Surgeons are commonly evaluated with respect to outcomes and adherence to rules and regulations, rather than a true holistic examination of the character of the surgeon in question. We sought to examine the character failings of surgeons who faced fitness to practice enquiries under the Medical Practitioner Tribunal Service in the UK. In particular, we examined the absence of virtue as perceived through the lens of Aristotelian ethics using thematic analysis of tribunal hearing transcripts from 2016 to 2020. We identified three overarching themes that are explored in depth: ‘the god complex’, ‘reputation over integrity’ and ‘wounded pride’. We hope to use this as the foundation for a re-examination of the place of phronesis in postgraduate surgical education, which we argue should be perceived as an exercise in character development and reformation rather than the simplistic teaching of skills to standardised outcomes.
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Contributors On behalf of myself and my coauthor, I can confirm that both authors have made a valid contribution to the work. Both were involved in the inception and original idea of the project, sourcing relevant material from MPTS, independent thematic analysis, discussion of the results and preparation/critical revision of the resultant manuscript. Both authors have approved the final version of the manuscript for submission and the most recent revision. Neither author has any conflicts of interest to declare.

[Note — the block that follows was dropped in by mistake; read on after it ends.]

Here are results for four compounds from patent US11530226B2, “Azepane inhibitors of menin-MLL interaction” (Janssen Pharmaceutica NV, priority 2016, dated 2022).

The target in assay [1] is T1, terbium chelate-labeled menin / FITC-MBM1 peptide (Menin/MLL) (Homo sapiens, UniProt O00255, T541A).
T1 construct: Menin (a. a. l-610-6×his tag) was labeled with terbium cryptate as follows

Funding The authors have not declared a specific grant for this research from any funding agency in the public, commercial or not-for-profit sectors.
Competing interests None declared.
Provenance and peer review Not commissioned; externally peer reviewed.